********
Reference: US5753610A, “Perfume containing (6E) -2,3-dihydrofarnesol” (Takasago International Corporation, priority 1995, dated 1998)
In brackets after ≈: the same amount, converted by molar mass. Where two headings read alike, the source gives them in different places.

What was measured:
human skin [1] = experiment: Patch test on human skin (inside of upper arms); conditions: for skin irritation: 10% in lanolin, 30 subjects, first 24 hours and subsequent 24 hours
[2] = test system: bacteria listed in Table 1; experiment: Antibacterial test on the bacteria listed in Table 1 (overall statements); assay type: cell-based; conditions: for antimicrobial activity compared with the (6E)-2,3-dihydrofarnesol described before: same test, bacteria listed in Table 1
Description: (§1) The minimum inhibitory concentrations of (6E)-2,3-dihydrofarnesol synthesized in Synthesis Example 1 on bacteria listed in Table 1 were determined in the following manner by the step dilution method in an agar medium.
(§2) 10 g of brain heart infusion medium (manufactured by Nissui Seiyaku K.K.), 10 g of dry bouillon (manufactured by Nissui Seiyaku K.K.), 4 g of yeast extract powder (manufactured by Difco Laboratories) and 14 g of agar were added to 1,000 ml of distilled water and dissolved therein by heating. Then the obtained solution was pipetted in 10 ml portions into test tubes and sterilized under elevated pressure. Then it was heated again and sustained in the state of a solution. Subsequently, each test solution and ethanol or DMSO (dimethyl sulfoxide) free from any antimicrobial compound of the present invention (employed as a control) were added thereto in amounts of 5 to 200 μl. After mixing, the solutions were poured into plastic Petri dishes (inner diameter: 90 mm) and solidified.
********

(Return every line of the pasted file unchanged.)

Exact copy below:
Reference: US5753610A, “Perfume containing (6E) -2,3-dihydrofarnesol” (Takasago International Corporation, priority 1995, dated 1998)
In brackets after ≈: the same amount, converted by molar mass. Where two headings read alike, the source gives them in different places.

What was measured:
human skin [1] = experiment: Patch test on human skin (inside of upper arms); conditions: for skin irritation: 10% in lanolin, 30 subjects, first 24 hours and subsequent 24 hours
[2] = test system: bacteria listed in Table 1; experiment: Antibacterial test on the bacteria listed in Table 1 (overall statements); assay type: cell-based; conditions: for antimicrobial activity compared with the (6E)-2,3-dihydrofarnesol described before: same test, bacteria listed in Table 1
Description: (§1) The minimum inhibitory concentrations of (6E)-2,3-dihydrofarnesol synthesized in Synthesis Example 1 on bacteria listed in Table 1 were determined in the following manner by the step dilution method in an agar medium.
(§2) 10 g of brain heart infusion medium (manufactured by Nissui Seiyaku K.K.), 10 g of dry bouillon (manufactured by Nissui Seiyaku K.K.), 4 g of yeast extract powder (manufactured by Difco Laboratories) and 14 g of agar were added to 1,000 ml of distilled water and dissolved therein by heating. Then the obtained solution was pipetted in 10 ml portions into test tubes and sterilized under elevated pressure. Then it was heated again and sustained in the state of a solution. Subsequently, each test solution and ethanol or DMSO (dimethyl sulfoxide) free from any antimicrobial compound of the present invention (employed as a control) were added thereto in amounts of 5 to 200 μl. After mixing, the solutions were poured into plastic Petri dishes (inner diameter: 90 mm) and solidified.